Age, sex, season, and population density are important determinants of home range size. Home ranges overlap; males have larger (100-125 sq. mi) ranges that females (24-50 sq. mi). North American densities vary from one black bear per 0.9 - 76 sq. mi.


Although usually silent, bears vocalize in social contexts and aggressive encounters with other species (woofs, roars, grunts, moans). Cubs whimper, squeal, and purr. Combinations of vocal and visual (motor patterns, displays involving ear positions and facial expressions) signals are prevalent in dominant-subordinate conflicts that occasionally progress to fighting. Black bears mark trees, biting and clawing trunks 5-7 ft above the ground. On smooth barked trees such as beech, scars from marking as well as from climbing, are visible for years. The function of tree marking is unknown, but may be a form of signaling.

Additional References 

Costello, C. 1992. Black bear habitat ecology in the central Adirondacks as related to food abundance and forest management. M.S. Thesis. State University of New York, College of Environmental Science and Forestry, Syracuse, 165 pp.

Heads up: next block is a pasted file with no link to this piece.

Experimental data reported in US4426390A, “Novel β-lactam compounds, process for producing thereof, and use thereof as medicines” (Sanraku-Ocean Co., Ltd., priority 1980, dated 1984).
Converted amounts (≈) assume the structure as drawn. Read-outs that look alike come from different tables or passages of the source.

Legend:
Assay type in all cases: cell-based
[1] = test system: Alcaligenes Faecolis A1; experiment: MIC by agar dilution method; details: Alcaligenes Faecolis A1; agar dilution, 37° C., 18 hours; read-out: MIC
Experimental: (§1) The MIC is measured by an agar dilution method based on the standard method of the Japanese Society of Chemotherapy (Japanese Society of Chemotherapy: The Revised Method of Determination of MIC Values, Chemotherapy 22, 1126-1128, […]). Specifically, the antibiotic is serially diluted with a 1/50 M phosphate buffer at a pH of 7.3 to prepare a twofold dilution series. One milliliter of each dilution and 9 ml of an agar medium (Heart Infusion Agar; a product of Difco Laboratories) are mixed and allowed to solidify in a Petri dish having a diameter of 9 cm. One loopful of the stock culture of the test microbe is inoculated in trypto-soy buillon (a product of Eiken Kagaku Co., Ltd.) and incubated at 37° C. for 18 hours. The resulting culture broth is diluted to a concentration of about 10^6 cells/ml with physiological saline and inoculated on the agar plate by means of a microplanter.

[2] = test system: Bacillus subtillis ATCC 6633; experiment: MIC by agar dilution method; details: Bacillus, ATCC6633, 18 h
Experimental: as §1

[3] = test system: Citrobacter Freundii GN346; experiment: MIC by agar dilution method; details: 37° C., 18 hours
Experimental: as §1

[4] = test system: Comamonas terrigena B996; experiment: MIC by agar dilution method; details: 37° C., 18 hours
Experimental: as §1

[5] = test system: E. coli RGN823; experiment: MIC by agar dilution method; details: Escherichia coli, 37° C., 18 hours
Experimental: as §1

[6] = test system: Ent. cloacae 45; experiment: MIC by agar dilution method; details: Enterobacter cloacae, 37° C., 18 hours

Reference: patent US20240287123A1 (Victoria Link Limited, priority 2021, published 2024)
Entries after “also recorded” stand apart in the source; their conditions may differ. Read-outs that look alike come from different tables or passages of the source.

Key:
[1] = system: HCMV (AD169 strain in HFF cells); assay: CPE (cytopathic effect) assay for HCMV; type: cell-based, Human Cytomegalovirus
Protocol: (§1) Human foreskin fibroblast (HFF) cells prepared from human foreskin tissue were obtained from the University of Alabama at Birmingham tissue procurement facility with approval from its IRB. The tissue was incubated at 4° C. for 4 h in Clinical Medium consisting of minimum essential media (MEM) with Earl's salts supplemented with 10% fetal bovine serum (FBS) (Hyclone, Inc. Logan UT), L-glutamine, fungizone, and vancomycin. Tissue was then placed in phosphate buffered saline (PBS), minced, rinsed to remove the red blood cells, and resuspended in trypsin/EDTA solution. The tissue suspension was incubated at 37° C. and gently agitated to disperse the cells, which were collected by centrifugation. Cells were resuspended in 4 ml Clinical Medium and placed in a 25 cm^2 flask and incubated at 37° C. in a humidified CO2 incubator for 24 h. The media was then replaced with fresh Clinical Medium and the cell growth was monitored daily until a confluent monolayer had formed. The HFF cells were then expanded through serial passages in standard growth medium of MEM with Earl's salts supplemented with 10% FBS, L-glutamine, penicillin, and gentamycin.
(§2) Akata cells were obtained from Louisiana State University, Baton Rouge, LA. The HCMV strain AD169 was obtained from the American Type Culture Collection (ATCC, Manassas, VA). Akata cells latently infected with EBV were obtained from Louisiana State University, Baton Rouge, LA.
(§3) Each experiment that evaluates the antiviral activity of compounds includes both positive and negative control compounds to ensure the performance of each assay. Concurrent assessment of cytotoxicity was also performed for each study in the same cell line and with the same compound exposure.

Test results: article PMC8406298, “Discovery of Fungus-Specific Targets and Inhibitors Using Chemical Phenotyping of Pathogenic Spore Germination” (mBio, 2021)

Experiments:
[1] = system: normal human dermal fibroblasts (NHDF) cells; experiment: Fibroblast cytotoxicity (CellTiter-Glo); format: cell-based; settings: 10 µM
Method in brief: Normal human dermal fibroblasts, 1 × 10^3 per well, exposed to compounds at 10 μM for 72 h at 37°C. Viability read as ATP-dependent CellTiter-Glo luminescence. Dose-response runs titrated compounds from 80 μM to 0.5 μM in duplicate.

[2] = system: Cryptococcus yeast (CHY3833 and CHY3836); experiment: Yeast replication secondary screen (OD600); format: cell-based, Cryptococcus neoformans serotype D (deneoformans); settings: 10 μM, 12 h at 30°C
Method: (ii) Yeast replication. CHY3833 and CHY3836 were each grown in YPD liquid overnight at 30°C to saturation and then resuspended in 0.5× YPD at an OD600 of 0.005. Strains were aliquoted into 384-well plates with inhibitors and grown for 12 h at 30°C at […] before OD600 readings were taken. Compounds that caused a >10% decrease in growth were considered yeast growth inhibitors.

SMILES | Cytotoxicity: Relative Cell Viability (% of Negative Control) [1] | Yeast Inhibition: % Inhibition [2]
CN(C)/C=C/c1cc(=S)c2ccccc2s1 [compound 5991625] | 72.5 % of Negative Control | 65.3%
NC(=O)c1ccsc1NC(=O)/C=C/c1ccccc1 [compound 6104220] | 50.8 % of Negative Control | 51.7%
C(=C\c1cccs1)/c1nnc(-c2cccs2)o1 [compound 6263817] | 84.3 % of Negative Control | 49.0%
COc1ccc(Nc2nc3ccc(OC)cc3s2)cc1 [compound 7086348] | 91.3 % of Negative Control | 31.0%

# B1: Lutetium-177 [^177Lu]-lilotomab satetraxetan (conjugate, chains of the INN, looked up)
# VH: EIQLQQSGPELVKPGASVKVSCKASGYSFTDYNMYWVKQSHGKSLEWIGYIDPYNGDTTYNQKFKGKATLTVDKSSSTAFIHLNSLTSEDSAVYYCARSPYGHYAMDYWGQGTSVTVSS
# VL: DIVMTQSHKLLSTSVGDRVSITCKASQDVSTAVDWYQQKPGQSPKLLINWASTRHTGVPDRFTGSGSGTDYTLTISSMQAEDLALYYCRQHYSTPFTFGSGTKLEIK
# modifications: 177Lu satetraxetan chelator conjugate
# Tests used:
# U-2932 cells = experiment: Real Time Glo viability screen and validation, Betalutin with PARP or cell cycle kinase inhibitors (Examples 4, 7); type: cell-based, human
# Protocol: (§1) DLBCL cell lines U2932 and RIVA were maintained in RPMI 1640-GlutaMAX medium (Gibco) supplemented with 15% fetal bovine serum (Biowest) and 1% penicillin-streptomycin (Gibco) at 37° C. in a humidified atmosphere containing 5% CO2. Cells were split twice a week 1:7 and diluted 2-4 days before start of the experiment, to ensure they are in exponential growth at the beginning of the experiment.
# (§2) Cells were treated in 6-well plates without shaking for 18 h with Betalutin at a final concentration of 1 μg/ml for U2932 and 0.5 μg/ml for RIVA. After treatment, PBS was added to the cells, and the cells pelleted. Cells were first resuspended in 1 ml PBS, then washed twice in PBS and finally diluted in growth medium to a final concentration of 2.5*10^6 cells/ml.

O'Pezio, J. 1984. Unraveling the mysteries of bear denning. The New York State Conservationist, 38(4):23-25.

Sauer, P.R., L. Free, and S.D. Browne. 1969. Movements of tagged black bears in the Adirondacks. New York Fish and Game Journal, 16:205-223.

Simek, S.L. 1995. Impacts of forest land management on black bear populations in the central Adirondacks. M.S. Thesis, State University of New York, College of Environmental Science and Forestry, Syracuse, 232 pp.

Tietje, W. D., B.O. Pelchat, and R.L. Ruff. 1986. Cannibalism of denned black bears. Journal of Mammalogy, 67:762-766.